Instead, let us focus on Daniel Handler, the man who might actually be responsible for composing the Series of Unfortunate Events books according to certain skeptics (which include Handler, himself). Daniel Handler has been asked many times why anyone would want to make a career of chronicling the ghastly trials of a trio of ill-fated orphans. "When I was young, my favorite stories were not the sort of children's books that are constantly being thrust at you when you're little," he explained in an audio essay on Barnes & Noble.com. "I didn't like books where people played on a sports team and won a bunch of games, or went to summer camp and had a wonderful time. I really liked a book where a witch might cut a child's head off or a pack of angry dogs might burst through a door and terrorize a family. So, I guess it should not be surprising that when I turned to children's literature I tried to think of all sorts of interesting things to happen to small children, and all of these things were pretty dreadful."

Handler has long made it clear that his wildly popular series would be limited to thirteen installments. The Penultimate Peril: Book the Twelfth finds the much-beleaguered Baudelaire orphans "enjoying" a family vacation at a menacing hotel, and Handler is wrapping up his saga with The End: Book the Thirteenth, which promises to tie up all remaining threads in the story in an undoubtedly exciting manner.

However, the conclusion of his series is no indication that Handler plans on bringing his writing career to an end. He has also written adult-targeted titles under his own name, including his latest, Adverbs: A Novel. This exploration of love, which Publishers Weekly deemed "lovely" and "lilting," may forgo the trademark Lemony Snicket wry morbidity, but Handler ensures readers that the book isn't without its own unfortunate events. "It's a fairly miserable story, as any story about love will be," he says. "People try to find love -- some of them find it, some of them don't, some of them have an unhappy time even if they do find it -- but it is considerably more cheerful than any of my so-called children's books."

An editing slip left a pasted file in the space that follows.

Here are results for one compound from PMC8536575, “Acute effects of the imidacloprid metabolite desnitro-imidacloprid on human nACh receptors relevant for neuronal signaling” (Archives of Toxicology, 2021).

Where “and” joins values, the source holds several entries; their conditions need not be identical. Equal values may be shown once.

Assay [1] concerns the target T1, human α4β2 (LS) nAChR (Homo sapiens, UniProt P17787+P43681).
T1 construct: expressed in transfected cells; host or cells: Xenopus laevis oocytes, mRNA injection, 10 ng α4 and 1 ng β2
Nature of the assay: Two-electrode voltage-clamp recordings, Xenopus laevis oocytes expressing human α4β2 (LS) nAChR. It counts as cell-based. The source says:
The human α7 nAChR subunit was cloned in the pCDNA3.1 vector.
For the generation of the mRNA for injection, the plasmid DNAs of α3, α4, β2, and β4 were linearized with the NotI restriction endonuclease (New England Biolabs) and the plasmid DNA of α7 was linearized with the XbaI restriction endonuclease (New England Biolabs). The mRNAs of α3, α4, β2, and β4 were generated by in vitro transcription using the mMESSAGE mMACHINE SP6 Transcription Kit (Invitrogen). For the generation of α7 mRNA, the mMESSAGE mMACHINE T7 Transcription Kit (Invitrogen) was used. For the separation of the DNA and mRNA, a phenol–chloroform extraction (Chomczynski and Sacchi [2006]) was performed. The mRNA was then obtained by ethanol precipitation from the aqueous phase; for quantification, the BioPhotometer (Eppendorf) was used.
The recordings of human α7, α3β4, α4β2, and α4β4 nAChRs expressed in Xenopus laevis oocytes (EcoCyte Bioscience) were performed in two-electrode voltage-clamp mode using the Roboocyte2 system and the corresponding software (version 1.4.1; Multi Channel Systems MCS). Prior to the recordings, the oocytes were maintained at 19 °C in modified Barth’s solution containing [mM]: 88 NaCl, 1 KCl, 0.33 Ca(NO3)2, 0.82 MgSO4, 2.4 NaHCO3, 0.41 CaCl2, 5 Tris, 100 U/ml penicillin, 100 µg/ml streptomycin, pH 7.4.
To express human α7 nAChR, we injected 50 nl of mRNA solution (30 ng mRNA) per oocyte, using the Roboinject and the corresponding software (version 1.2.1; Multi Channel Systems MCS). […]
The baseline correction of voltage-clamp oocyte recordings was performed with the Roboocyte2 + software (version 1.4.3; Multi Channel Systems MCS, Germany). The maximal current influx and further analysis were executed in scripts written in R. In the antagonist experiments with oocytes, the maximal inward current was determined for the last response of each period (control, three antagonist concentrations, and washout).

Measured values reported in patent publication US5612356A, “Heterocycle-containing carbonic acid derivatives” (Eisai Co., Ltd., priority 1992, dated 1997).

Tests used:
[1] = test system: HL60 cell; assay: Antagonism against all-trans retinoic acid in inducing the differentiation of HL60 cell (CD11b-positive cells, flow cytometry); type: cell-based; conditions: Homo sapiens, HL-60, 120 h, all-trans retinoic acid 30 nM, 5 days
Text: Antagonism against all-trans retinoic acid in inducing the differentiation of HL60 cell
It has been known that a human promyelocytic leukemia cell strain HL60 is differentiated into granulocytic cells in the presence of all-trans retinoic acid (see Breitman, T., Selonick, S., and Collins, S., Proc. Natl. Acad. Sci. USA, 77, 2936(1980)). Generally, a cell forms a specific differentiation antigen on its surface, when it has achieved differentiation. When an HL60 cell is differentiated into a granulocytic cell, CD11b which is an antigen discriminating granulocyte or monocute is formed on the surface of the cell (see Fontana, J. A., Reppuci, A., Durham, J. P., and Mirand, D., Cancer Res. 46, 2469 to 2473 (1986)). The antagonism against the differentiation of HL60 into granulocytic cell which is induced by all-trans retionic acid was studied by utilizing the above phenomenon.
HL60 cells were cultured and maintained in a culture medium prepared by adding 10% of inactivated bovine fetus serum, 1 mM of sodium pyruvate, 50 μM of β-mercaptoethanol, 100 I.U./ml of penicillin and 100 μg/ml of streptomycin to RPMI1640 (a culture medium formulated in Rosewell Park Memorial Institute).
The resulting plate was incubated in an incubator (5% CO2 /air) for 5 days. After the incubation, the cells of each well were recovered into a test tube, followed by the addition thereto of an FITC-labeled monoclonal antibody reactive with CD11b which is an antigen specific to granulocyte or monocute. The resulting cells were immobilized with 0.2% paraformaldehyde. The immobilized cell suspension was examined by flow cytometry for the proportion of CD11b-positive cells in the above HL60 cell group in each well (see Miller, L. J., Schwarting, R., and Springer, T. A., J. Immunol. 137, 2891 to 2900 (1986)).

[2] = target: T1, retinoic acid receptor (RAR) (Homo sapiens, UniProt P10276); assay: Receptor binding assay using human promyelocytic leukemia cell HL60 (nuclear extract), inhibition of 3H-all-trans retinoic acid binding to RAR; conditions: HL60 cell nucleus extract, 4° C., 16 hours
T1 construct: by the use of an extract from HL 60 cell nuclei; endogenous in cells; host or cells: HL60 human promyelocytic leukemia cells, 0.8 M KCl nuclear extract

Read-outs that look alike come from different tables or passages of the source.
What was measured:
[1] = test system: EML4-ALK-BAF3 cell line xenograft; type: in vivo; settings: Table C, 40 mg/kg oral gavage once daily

Good To Know

Daniel Handler has a potentially embarrassing confession to make: he is an avowed accordion player. Handler says that when he told his parents about his decidedly uncool musical pursuits, they reacted "as if I had taken up heroin."

His interest in music does not end with the accordion. Close friend and leader of indie-rock band The Magnetic Fields Steven Merritt has written an original song for each audio book version of the Series of Unfortunate Events books. Merritt and Handler will be releasing a CD of all 13 "dreadful" songs when the final installment of the series is published in late 2006. Handler also lent his accordion-laying talents to The Magnetic Fields' critically acclaimed album 69 Love Songs.

Handler's persistence may rival that of the never-say-die Baudelaire orphans. His first novel, The Basic Eight, was rejected 37 times before it was finally published.

He enjoys the work of novelist Haruki Murakami so much that Handler devoted an entire essay to the subject in the plainly and guilelessly entitled Village Voice review, "I Love Murakami."

According to a former high school classmate writing in the local paper, Handler was "voted not only Class Clown, but also Best Actor, Chatterbox, and Teacher's Pet."

A few fun facts from our interview with Handler:

"I can cook anything."

"I know one very good card trick."

"I auditioned for an enormous role in the film Gigli."

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    1. Also Known As:
      In some parts, people get to know him through his handler, Daniel Handler.
    2. Hometown:
      Snicket is something of a nomad. Handler lives in San Francisco, California.
    1. Date of Birth:
      February 28, 1970
    2. Place of Birth:
      Handler was born in San Francisco in 1970, and says Snicket's family has roots in a land that's now underwater.
    1. Education:
      Handler is a 1992 graduate of Wesleyan University in Connecticut.
    2. Website:

Customer Reviews

Average Rating 5
( 6 )
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Sort by: Showing all of 6 Customer Reviews
  • Anonymous

    Posted January 27, 2009

    This book is great for everyone who wants to fall into a book and maybe a whole series!